By Monique Harrison
Several Earth Day events are slated for this weekend and Monday, when the 26-year-old celebration designed to promote environmental conservation will be observed.
Tupelo High School will be sponsoring a daylong fair Monday at the Tupelo Coliseum. The event will begin at 10 a.m. and continue through 6 p.m.
High school students have prepared booths with environmental themes. Elementary students from across Tupelo and Lee County will be visiting the coliseum, touring the booths.
“We have a lot of games set up at the booths, where students will hear mini-lessons and then answer questions,” said Tupelo High junior Jonathan Shackelford, who is one of about 500 students expected to help pull off the event. “They’ll have a chance to win candy and other prizes if they know the answers, so it will be a real incentive. I think the students will learn a lot about how to preserve our environment.”
Coordinators expect one of the most popular booths to be the mini-petting zoo, which will feature two Bengal Tigers on loan from their Booneville owner. A chinchilla, a spiny mouse, iguana, turtles, frogs and tarantulas will also be featured.
“Our goal here is for younger students to learn about environmental issues like recycling and other forms of conservation,” said Tupelo High science teacher Lisa Moore. “It’s also teaching our students some very practical skills, like how to work together and how to work with the public.”
Several high school students will serve as tour guides throughout the day, accompanying groups of students to the booths.
The 3-year-old event is normally held at the high school’s practice field. But because the size of the program has expanded, it was moved to the coliseum.
“Trash Bash” set
The Mississippi Department of Transportation is sponsoring a statewide “Trash Bash” for the eighth year in conjunction with Earth Day.
The weeklong event that starts Sunday will involve both volunteers and DOT work crews.
“We’re asking all of our people who have adopted sections of highway to try and pick up that section during the week,” said Northern District Highway Commissioner Zack Stewart. “Also, in each county our work crews will take one day and pick up litter next week.”
Last year, about 5,820 people participated in the event and collected 24,372 bags of trash. Stewart said he did not have a breakdown of how many people took part in the Northern District or how many bags of trash were collected in the district.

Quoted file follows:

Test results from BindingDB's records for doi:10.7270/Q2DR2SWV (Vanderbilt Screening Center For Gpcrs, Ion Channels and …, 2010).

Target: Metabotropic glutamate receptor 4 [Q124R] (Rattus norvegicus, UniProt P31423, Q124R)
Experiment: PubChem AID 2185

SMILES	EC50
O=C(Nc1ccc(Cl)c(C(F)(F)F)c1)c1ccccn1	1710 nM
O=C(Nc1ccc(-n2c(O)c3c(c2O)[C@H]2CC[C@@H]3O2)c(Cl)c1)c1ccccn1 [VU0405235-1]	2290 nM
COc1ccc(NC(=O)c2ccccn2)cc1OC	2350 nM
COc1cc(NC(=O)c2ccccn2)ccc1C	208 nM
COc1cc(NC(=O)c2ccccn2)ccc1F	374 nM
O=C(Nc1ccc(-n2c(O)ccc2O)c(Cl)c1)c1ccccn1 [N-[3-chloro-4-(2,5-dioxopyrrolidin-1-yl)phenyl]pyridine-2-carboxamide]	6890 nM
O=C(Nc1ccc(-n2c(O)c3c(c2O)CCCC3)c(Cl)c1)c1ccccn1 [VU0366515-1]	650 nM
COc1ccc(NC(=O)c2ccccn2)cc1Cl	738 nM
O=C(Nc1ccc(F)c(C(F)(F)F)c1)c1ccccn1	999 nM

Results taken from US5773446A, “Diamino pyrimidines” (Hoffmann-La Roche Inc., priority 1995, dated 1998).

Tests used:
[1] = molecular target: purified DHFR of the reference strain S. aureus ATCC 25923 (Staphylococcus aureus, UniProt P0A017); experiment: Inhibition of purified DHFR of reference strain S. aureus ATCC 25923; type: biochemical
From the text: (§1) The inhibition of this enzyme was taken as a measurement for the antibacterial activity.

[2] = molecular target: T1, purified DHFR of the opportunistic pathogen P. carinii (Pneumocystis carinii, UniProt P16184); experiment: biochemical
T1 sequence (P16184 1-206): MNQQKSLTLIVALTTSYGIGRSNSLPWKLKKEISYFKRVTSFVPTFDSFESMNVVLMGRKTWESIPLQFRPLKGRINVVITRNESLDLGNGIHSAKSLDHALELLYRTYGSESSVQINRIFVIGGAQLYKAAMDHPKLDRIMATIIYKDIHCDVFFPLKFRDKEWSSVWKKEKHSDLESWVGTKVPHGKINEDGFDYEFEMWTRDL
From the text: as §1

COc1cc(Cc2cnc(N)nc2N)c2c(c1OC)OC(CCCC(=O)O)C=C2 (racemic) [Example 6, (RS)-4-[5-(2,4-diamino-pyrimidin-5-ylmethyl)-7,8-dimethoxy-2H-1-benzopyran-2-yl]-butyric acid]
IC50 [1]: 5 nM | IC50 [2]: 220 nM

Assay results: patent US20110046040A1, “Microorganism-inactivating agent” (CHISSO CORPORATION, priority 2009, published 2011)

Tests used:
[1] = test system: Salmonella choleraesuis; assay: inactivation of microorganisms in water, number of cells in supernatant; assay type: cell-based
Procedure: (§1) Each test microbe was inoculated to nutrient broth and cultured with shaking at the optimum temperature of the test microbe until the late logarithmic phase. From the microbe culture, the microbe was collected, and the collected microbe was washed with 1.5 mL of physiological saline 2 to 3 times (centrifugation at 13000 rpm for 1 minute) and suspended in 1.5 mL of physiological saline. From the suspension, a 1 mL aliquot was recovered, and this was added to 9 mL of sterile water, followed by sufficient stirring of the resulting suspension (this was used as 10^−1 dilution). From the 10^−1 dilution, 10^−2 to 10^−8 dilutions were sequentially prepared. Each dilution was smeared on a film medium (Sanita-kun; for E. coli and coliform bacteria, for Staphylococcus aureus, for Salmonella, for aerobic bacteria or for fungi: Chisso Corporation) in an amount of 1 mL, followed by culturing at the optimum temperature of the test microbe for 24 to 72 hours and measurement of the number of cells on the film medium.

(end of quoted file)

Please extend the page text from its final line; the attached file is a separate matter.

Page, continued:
Litter cost the state $870,593 last year in employee hours to collect 396,387 cubic feet of trash, according to the DOT. That figure does not include litter picked up by Adopt-A-Highway groups, Department of Corrections inmates or contract mowing services.
Anyone wishing to participate in the DOT trash pickup can do so by contacting the district office of the DOT in Tupelo at 842-1122 or by adopting a section of highway.
The Adopt-A-Highway program allows individuals or groups to adopt 2-mile sections of state highways and take responsibility for keeping those sections clean. There are currently 1,399 adopted sections of state highway totaling 3,033 miles.
Ole Miss’ Earthfest ’96
The University of Mississippi’s Earthfest ’96 will feature information booths, concessions, children’s activities and performances by several area bands. The free public event will begin at noon and continue through midnight in the Grove.
From noon until dark, educational children’s activities will be held. Live music will begin at 1:30 p.m. with a performance by the Memphis bluegrass band Sugarfoot. At 10:30 p.m., the Memphis group Gutbucket will close out the event. Country, alternative and jazz music will also be featured.
Earthfest ’96 also serves as a kickoff for the university’s campuswide recycling campaign.
Daily Journal staff writer Marty Russell contributed to this report.